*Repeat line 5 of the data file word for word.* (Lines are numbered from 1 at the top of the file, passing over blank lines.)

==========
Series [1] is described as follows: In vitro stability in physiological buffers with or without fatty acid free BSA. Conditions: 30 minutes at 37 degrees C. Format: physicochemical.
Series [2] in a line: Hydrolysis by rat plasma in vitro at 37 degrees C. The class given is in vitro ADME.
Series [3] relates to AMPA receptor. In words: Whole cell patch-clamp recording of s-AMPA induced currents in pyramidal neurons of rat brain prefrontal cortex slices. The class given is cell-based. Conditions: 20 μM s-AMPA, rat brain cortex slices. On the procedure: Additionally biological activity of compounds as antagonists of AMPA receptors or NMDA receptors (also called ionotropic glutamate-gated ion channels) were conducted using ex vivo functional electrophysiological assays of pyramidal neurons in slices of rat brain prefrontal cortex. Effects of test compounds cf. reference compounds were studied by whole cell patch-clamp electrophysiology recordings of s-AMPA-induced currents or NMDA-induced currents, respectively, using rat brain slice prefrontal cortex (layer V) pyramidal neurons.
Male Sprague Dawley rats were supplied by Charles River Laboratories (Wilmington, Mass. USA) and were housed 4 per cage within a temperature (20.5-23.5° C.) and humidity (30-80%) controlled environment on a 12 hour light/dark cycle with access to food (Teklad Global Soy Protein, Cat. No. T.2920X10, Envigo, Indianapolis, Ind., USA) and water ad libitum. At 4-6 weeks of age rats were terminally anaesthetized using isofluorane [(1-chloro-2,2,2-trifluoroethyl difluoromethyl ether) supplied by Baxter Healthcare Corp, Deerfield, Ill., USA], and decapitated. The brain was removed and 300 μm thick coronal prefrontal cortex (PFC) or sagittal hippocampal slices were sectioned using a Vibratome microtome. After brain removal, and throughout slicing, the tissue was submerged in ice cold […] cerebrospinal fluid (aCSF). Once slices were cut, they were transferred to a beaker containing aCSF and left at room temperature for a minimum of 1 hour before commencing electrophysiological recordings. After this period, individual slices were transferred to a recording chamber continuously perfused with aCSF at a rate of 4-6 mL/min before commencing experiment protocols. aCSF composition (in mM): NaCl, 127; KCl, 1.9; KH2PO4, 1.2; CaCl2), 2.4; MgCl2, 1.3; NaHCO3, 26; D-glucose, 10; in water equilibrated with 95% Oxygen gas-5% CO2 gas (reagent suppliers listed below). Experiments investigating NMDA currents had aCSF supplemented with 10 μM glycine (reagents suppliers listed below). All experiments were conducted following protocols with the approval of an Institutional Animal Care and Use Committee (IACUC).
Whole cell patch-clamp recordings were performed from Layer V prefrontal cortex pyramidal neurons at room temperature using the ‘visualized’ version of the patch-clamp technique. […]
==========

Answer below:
Whole cell patch-clamp recordings were performed from Layer V prefrontal cortex pyramidal neurons at room temperature using the ‘visualized’ version of the patch-clamp technique. […]